Fructose consumption in the USA has increased over the past three decades. During this time, obesity, insulin resistance and the metabolic syndrome have also increased in prevalence. While diets high in fructose have been shown to promote insulin resistance and increase TAG concentrations in animals, there are insufficient data available regarding the long-term metabolic effects of fructose consumption in humans. The objective of the present study was to investigate the metabolic effects of 10-week consumption of fructose-sweetened beverages in human subjects under energy-balanced conditions in a controlled research setting. Following a 4-week weight-maintaining complex carbohydrate diet, seven overweight or obese (BMI 26·8–33·3 kg/m2) postmenopausal women were fed an isoenergetic intervention diet, which included a fructose-sweetened beverage with each meal, for 10 weeks. The intervention diet provided 15 % of energy from protein, 30 % from fat and 55 % from carbohydrate (30 % complex carbohydrate, 25 % fructose). Fasting and postprandial glucose, insulin, TAG and apoB concentrations were measured. Fructose consumption increased fasting glucose concentrations and decreased meal-associated glucose and insulin responses (P = 0·0002, P = 0·007 and P = 0·013, respectively). Moreover, after 10 weeks of fructose consumption, 14 h postprandial TAG profiles were significantly increased, with the area under the curve at 10 weeks being 141 % higher than at baseline (P = 0·04). Fructose also increased fasting apoB concentrations by 19 % (P = 0·043 v. baseline). In summary, consumption of fructose-sweetened beverages increased postprandial TAG and fasting apoB concentrations, and the present results suggest that long-term consumption of diets high in fructose could lead to an increased risk of CVD.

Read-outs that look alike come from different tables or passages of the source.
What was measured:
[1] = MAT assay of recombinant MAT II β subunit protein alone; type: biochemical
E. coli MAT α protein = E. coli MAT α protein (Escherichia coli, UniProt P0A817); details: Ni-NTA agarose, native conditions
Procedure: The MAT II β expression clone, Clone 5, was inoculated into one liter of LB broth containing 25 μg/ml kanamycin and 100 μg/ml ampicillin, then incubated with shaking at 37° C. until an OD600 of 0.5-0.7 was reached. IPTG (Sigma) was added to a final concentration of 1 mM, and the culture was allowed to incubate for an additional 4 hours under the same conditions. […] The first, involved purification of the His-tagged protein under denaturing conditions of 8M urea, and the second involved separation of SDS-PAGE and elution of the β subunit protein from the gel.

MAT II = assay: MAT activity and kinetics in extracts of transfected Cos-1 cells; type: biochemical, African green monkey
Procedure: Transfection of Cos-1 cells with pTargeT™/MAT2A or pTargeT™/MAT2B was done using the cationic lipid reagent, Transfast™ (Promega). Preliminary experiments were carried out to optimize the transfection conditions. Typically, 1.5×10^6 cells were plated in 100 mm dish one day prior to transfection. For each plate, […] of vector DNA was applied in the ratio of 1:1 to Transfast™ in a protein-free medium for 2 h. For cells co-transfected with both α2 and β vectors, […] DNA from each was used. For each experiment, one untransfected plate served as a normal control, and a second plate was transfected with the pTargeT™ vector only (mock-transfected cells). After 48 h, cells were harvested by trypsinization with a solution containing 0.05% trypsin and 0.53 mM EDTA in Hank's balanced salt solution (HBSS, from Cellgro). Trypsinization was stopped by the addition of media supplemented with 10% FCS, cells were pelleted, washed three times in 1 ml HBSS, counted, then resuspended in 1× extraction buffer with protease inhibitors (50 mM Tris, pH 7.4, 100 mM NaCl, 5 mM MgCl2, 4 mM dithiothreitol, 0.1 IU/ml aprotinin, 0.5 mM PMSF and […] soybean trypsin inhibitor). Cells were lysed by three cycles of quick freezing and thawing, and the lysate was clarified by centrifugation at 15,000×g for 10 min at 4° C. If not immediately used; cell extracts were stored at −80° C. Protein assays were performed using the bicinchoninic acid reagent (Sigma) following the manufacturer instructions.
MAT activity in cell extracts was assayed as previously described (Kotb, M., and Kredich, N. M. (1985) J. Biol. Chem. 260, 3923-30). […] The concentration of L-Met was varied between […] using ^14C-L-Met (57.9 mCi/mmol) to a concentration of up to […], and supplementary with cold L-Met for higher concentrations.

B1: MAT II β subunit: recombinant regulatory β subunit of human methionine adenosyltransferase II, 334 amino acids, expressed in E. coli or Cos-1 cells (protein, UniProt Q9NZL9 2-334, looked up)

Nutrigenomics is the study of how constituents of the diet interact with genes, and their products, to alter phenotype and, conversely, how genes and their products metabolise these constituents into nutrients, antinutrients, and bioactive compounds. Results from molecular and genetic epidemiological studies indicate that dietary unbalance can alter gene–nutrient interactions in ways that increase the risk of developing chronic disease. The interplay of human genetic variation and environmental factors will make identifying causative genes and nutrients a formidable, but not intractable, challenge. We provide specific recommendations for how to best meet this challenge and discuss the need for new methodologies and the use of comprehensive analyses of nutrient–genotype interactions involving large and diverse populations. The objective of the present paper is to stimulate discourse and collaboration among nutrigenomic researchers and stakeholders, a process that will lead to an increase in global health and wellness by reducing health disparities in developed and developing countries.